The Problem With Pelicans

Brown Pelicans

Brown Pelicans

This is Passport to Texas

You’re driving the posted 75 MPH speed limit on SH 48 in south Texas. It’s winter. Dusk. You’re crossing the bridge. Suddenly, you see a pelican on the road; you barely miss it.

What happened?

In winter, what’s been happening at the Gamin Bridge—at SH 48 in Bahia Grande—is strong northerly winds come through at dusk, when pelicans are coming from the coast; they want to go roost on the Bahia Grande, [but] the way the bridge as well as the concrete barriers is engineered, it’s creating these wind vortexes that—if they don’t get high enough loft—makes the birds lose loft, and they crash into the roadway.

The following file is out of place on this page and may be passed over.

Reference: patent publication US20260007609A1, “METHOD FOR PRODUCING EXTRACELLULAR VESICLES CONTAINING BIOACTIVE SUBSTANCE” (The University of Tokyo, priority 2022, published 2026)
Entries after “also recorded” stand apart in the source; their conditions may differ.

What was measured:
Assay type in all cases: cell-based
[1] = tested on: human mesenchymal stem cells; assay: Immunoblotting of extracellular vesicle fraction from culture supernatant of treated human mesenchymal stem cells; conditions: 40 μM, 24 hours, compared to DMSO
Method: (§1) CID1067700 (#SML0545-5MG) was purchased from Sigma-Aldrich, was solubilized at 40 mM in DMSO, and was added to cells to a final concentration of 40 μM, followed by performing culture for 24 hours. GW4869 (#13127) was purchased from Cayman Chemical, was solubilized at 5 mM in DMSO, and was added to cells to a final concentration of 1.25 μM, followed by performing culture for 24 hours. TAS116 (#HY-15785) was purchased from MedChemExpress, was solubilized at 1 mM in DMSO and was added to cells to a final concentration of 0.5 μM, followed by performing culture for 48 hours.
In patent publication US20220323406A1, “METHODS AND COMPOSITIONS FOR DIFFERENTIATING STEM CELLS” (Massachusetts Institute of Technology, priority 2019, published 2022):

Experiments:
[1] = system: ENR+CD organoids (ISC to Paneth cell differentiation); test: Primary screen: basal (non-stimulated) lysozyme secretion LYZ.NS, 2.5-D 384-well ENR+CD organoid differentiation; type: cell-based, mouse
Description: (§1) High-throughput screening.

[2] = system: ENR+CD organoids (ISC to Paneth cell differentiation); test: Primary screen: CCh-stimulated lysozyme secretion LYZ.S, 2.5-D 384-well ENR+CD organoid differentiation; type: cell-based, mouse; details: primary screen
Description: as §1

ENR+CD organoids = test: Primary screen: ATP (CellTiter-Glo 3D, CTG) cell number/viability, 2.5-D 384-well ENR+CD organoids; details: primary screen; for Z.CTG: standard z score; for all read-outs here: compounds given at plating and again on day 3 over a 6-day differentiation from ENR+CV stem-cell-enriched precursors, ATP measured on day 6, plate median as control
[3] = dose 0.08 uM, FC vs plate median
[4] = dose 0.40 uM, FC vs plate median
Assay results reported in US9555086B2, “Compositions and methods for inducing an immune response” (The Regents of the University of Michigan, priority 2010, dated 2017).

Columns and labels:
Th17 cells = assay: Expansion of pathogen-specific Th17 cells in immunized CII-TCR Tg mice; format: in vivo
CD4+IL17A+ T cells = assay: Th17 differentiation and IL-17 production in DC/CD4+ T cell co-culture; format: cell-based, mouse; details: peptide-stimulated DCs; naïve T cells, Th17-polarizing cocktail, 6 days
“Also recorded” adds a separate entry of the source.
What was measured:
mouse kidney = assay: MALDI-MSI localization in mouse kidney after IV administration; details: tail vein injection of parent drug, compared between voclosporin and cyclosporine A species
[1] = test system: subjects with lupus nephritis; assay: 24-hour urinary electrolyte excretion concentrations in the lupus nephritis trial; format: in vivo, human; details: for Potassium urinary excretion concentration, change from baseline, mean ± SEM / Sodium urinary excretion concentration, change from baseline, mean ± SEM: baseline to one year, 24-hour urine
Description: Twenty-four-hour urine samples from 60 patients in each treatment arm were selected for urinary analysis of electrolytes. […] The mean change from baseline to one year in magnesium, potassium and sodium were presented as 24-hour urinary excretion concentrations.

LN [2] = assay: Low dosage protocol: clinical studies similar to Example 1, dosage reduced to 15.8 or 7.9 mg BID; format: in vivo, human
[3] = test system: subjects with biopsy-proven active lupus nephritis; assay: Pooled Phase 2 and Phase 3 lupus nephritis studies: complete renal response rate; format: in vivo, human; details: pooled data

Laura Zebehazy, program leader for Wildlife Habitat Assessment, studies the impacts of roadways on wildlife, known as road ecology. Researchers believe the structure of the SH 48 Bridge, along with the fluctuating tide, may impact the wind, and the pelicans’ fate.

It is contributing, but now there needs to be further research that looks at what can we do to the bridge and those concrete barriers that’s the most effective to alleviate the number of pelicans that are being impacted.

We’ll learn more about that tomorrow.

The Wildlife restoration Program supports our series.

For Texas Parks and Wildlife…I’m Cecilia Nasti.

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